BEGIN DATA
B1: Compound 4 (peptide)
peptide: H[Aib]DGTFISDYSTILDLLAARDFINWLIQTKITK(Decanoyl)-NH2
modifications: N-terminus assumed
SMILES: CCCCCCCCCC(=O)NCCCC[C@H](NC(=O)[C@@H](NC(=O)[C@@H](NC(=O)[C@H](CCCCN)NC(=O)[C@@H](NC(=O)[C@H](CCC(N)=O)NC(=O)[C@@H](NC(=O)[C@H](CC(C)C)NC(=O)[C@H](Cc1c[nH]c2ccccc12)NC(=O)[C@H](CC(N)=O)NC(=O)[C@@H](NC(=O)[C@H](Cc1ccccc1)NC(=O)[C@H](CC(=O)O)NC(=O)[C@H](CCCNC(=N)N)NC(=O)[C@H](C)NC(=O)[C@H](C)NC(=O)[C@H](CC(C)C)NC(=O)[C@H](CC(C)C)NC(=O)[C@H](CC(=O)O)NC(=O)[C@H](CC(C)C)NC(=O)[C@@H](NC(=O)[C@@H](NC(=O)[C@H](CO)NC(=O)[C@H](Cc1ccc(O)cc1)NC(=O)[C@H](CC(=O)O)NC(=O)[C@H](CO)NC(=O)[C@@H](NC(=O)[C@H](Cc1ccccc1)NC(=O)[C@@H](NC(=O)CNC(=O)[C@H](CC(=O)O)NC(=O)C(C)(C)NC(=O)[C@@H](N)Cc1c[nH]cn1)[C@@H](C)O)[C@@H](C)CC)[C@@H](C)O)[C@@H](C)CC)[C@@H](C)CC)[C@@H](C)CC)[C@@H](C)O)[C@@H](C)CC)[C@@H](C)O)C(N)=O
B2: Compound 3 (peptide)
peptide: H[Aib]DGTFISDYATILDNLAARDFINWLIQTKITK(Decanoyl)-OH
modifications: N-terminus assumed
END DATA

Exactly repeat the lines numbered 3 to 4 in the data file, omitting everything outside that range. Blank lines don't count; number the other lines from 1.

modifications: N-terminus assumed
SMILES: CCCCCCCCCC(=O)NCCCC[C@H](NC(=O)[C@@H](NC(=O)[C@@H](NC(=O)[C@H](CCCCN)NC(=O)[C@@H](NC(=O)[C@H](CCC(N)=O)NC(=O)[C@@H](NC(=O)[C@H](CC(C)C)NC(=O)[C@H](Cc1c[nH]c2ccccc12)NC(=O)[C@H](CC(N)=O)NC(=O)[C@@H](NC(=O)[C@H](Cc1ccccc1)NC(=O)[C@H](CC(=O)O)NC(=O)[C@H](CCCNC(=N)N)NC(=O)[C@H](C)NC(=O)[C@H](C)NC(=O)[C@H](CC(C)C)NC(=O)[C@H](CC(C)C)NC(=O)[C@H](CC(=O)O)NC(=O)[C@H](CC(C)C)NC(=O)[C@@H](NC(=O)[C@@H](NC(=O)[C@H](CO)NC(=O)[C@H](Cc1ccc(O)cc1)NC(=O)[C@H](CC(=O)O)NC(=O)[C@H](CO)NC(=O)[C@@H](NC(=O)[C@H](Cc1ccccc1)NC(=O)[C@@H](NC(=O)CNC(=O)[C@H](CC(=O)O)NC(=O)C(C)(C)NC(=O)[C@@H](N)Cc1c[nH]cn1)[C@@H](C)O)[C@@H](C)CC)[C@@H](C)O)[C@@H](C)CC)[C@@H](C)CC)[C@@H](C)CC)[C@@H](C)O)[C@@H](C)CC)[C@@H](C)O)C(N)=O